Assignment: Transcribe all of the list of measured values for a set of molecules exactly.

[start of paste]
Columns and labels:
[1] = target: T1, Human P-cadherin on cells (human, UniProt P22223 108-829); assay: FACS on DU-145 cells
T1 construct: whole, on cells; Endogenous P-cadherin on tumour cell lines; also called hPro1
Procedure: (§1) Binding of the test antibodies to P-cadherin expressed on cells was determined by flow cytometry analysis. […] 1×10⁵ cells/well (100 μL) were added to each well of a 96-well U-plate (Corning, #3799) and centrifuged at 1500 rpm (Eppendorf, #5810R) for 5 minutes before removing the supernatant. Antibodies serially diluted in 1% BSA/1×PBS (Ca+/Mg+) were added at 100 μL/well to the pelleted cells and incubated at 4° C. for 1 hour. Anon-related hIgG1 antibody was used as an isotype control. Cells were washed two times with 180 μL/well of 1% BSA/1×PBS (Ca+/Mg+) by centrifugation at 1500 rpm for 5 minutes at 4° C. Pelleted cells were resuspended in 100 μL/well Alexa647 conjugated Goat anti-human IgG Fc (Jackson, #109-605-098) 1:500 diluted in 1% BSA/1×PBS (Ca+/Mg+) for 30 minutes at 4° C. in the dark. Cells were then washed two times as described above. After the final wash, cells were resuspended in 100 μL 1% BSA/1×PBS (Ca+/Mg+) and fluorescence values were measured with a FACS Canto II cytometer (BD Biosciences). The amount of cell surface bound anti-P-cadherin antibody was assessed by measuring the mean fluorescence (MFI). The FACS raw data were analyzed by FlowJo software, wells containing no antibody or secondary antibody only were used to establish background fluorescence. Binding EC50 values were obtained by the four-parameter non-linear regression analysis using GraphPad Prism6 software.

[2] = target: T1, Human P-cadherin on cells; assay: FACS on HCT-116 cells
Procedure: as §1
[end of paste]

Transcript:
Columns and labels:
[1] = target: T1, Human P-cadherin on cells (human, UniProt P22223 108-829); assay: FACS on DU-145 cells
T1 construct: whole, on cells; Endogenous P-cadherin on tumour cell lines; also called hPro1
Procedure: (§1) Binding of the test antibodies to P-cadherin expressed on cells was determined by flow cytometry analysis. […] 1×10⁵ cells/well (100 μL) were added to each well of a 96-well U-plate (Corning, #3799) and centrifuged at 1500 rpm (Eppendorf, #5810R) for 5 minutes before removing the supernatant. Antibodies serially diluted in 1% BSA/1×PBS (Ca+/Mg+) were added at 100 μL/well to the pelleted cells and incubated at 4° C. for 1 hour. Anon-related hIgG1 antibody was used as an isotype control. Cells were washed two times with 180 μL/well of 1% BSA/1×PBS (Ca+/Mg+) by centrifugation at 1500 rpm for 5 minutes at 4° C. Pelleted cells were resuspended in 100 μL/well Alexa647 conjugated Goat anti-human IgG Fc (Jackson, #109-605-098) 1:500 diluted in 1% BSA/1×PBS (Ca+/Mg+) for 30 minutes at 4° C. in the dark. Cells were then washed two times as described above. After the final wash, cells were resuspended in 100 μL 1% BSA/1×PBS (Ca+/Mg+) and fluorescence values were measured with a FACS Canto II cytometer (BD Biosciences). The amount of cell surface bound anti-P-cadherin antibody was assessed by measuring the mean fluorescence (MFI). The FACS raw data were analyzed by FlowJo software, wells containing no antibody or secondary antibody only were used to establish background fluorescence. Binding EC50 values were obtained by the four-parameter non-linear regression analysis using GraphPad Prism6 software.

[2] = target: T1, Human P-cadherin on cells; assay: FACS on HCT-116 cells
Procedure: as §1